Data from the BE VITAL OLE study, which included patients from the BE COMPLETE and BE OPTIMAL studies, suggests the benefits of bimekizumab in patients with psoriatic arthritis with inadequate response or intolerance to TNF inhibitors were sustained for up to 52 weeis.
New data from the BE COMPLETE study and its 52-week open-label extension provide new insight into the effects of bimekizumab on disease activity in patients with psoriatic arthritis who have struggled to achieve adequate response or have intolerance to tumor necrosis factors (TNF) inhibitors.
Results of the study, which add to the 16-week results of the trial, indicate the clinically meaningful improvements in composite measures of disease activity for both joint and skin domains seen with bimekizumab at 16 weeks were sustained out to 52 weeks.
“The long-term data from BE COMPLETE showed that over six out of 10 patients continuously treated with bimekizumab achieved complete skin clearance and almost one in two had minimal disease activity at week 52. These results complement the previously reported 52-week results from the BE OPTIMAL study and highlight the consistent and sustained response seen with bimekizumab in both biologic-naïve and TNF inhibitor-experienced patients with psoriatic arthritis,” said Professor Iain McInnes, University of Glasgow, College of Medicinal Veterinary and Life Sciences, Glasgow, Scotland.2
A phase 3 multicenter, randomized, double-blind, placebo-controlled trial, BE COMPLETE, which was presented at ACR Convergence 2022, was launched with the intent of exploring the effects of bimekizumab use in patients with psoriatic arthritis with an inadequate response to TNF inhibitors. Conducted in 92 centers across 11 countries, the trial enrolled 400 patients.1
For inclusion in the study, patients needed to be 18 years or older with adult-onset psoriatic arthritis with a history of inadequate response or intolerance to treatment with one or two TNF inhibitors for either psoriatic arthritis or psoriasis. Of note, a diagnosis of adult-onset psoriatic arthritis was defined as meeting the Classification Criteria for Psoriatic Arthritis for at least 6 months before screening.1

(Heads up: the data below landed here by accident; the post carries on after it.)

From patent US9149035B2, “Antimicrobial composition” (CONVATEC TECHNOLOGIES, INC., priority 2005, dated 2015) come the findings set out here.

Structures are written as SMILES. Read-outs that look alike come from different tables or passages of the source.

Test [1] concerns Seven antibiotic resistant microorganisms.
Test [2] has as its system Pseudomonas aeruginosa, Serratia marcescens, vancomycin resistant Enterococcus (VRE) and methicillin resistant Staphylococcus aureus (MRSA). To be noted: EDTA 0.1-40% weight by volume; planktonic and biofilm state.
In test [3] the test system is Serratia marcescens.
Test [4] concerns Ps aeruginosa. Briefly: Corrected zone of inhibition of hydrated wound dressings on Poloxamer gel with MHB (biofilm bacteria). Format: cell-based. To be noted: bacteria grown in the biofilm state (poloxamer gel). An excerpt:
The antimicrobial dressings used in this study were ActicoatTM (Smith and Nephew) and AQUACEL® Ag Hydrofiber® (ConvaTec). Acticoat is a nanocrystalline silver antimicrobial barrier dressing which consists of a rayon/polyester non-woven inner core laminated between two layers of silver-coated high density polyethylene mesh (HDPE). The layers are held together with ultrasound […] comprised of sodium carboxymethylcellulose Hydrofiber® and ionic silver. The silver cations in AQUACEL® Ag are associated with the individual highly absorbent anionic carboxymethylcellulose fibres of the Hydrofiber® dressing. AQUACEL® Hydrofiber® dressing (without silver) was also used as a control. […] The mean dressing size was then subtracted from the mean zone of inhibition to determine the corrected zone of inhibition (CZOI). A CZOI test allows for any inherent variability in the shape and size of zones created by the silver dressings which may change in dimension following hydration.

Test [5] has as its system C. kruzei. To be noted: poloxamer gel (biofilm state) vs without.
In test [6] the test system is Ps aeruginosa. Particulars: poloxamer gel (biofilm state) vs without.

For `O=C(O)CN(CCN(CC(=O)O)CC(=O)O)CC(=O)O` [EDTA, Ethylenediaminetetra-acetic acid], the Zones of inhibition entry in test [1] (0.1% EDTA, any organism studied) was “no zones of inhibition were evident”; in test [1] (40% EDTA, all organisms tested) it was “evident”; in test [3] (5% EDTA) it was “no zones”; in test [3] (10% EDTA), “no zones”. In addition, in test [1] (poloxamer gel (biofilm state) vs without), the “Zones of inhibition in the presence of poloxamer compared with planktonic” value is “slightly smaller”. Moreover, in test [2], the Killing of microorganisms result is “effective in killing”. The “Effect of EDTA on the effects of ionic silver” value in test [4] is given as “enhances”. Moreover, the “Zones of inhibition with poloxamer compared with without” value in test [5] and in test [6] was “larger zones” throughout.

Overall, the trial enrolled and randomized 400 patients in a 2:1 ratio to either subcutaneous bimekizumab 160 mg every 4 weeks or placebo therapy. At the conclusion of the 16-week treatment period, the trial met its primary endpoints with significantly more patients treated with bimekizumab achieving 50% or greater improvement in disease activity from baseline relative to placebo, with disease activity measured by the American College of Rheumatology (ACR) 50 response.1
Patients who completed the trial were invited to participate in the BE VITAL open-label extension study. In addition to the 377 patients from the BE COMPLETE study, the BE VITAL OLE study also contained data from 347 patients from the BE OPTIMAL study.1
Upon analysis, results of the BE VITAL OLE study indicated efficacy of bimekizumab was sustained to week 52 in those randomized to bimekizumab treatment at week 0 as well as those who switched to bimekizumab at week 16 demonstrated improvements in efficacy responses out to week 52. At week 16, minimal disease activity was achieved by 6% of the placebo arm and 44.2% of bimekizumab-treated patients. At week 52, minimal disease activity was achieved by 33.1% of the group who started with placebo therapy at week 0 and 47.2% in those who received bimekizumab in week 0. Investigators also noted improved or sustained responses were observed for the proportions of bimekizumab patients achieving very low disease activity, ACR 50 and Psoriasis Area and Severity Index 100, Disease Activity Index for Psoriatic Arthritis and Psoriatic Arthritis Disease Activity Score thresholds at week 52.1
“Psoriatic arthritis and axial spondylarthritis are chronic and progressive inflammatory diseases requiring long-term management. The new long-term bimekizumab data presented at EULAR 2023 showed sustained clinical responses across multiple disease manifestations and patient populations up to one year. These results reinforce our belief in bimekizumab as a potential new future treatment for patients living with psoriatic arthritis and axial spondylarthritis,” said Emmanuel Caeymaex, executive vice president of Immunology and US Solutions with UCB.2